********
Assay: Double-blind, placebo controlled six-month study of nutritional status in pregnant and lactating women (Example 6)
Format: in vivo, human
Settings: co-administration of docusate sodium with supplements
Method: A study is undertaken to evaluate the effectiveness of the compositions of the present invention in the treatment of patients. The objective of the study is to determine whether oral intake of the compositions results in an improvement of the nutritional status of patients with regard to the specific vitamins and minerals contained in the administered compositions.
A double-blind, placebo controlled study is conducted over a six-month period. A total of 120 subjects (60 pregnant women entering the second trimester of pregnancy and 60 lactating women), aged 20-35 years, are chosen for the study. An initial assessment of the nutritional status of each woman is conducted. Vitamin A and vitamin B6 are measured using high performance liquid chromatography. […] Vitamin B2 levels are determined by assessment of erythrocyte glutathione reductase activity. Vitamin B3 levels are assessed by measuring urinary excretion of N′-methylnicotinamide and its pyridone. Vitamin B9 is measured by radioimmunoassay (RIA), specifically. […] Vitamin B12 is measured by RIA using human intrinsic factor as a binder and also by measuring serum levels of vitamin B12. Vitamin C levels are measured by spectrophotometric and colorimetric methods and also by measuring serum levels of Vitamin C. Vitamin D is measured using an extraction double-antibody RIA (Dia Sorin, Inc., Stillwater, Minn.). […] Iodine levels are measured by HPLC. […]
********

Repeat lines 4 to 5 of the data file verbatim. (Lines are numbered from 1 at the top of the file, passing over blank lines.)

Method: A study is undertaken to evaluate the effectiveness of the compositions of the present invention in the treatment of patients. The objective of the study is to determine whether oral intake of the compositions results in an improvement of the nutritional status of patients with regard to the specific vitamins and minerals contained in the administered compositions.
A double-blind, placebo controlled study is conducted over a six-month period. A total of 120 subjects (60 pregnant women entering the second trimester of pregnancy and 60 lactating women), aged 20-35 years, are chosen for the study. An initial assessment of the nutritional status of each woman is conducted. Vitamin A and vitamin B6 are measured using high performance liquid chromatography. […] Vitamin B2 levels are determined by assessment of erythrocyte glutathione reductase activity. Vitamin B3 levels are assessed by measuring urinary excretion of N′-methylnicotinamide and its pyridone. Vitamin B9 is measured by radioimmunoassay (RIA), specifically. […] Vitamin B12 is measured by RIA using human intrinsic factor as a binder and also by measuring serum levels of vitamin B12. Vitamin C levels are measured by spectrophotometric and colorimetric methods and also by measuring serum levels of Vitamin C. Vitamin D is measured using an extraction double-antibody RIA (Dia Sorin, Inc., Stillwater, Minn.). […] Iodine levels are measured by HPLC. […]